Another serious omission was a discussion on the role of social leaders such as those from the Church and Dikgosi under the new administration. During the Khama regime the relationship between religion and state was characterised by turbulent incidents especially with the emergence of “Fire Churches”. This was the case in respect of Bogosi to the extent of forcing Kgosi Kgafela of Bakgatla to flee the country and seek citizenship in neighbouring South Africa. The President should have opened a new chapter in this relationship to insure unity and inclusivity as stated in his speech.


The role of the media in nation building and economic prosperity should have been addressed to demonstrate government commitment to media freedom.  To show that what the President says about the media is not mere rhetoric such a declaration ought to be followed by action such as the withdrawal of sedition charges against Outsa Mokonde of the Sunday Standard Newspaper and allow Edgar Tsimane to return from exile in South Africa.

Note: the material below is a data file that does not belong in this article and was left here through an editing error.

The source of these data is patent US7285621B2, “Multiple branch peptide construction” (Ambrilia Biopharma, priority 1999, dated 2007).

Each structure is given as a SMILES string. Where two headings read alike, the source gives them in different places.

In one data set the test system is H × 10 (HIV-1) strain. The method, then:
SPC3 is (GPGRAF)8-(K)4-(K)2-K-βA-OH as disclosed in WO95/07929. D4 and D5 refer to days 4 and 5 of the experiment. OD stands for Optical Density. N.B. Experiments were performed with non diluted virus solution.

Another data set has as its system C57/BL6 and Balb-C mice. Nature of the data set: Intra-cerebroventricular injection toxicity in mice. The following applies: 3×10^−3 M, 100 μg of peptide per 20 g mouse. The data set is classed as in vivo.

The local media should not be starved of advertisements from government and non-state enterprises. On the other hand the state media should be transformed to become a public broadcaster. Most of the issues enumerated above including the introduction of a law on the declaration of assets and liabilities can easily be accomplished within the first hundred days.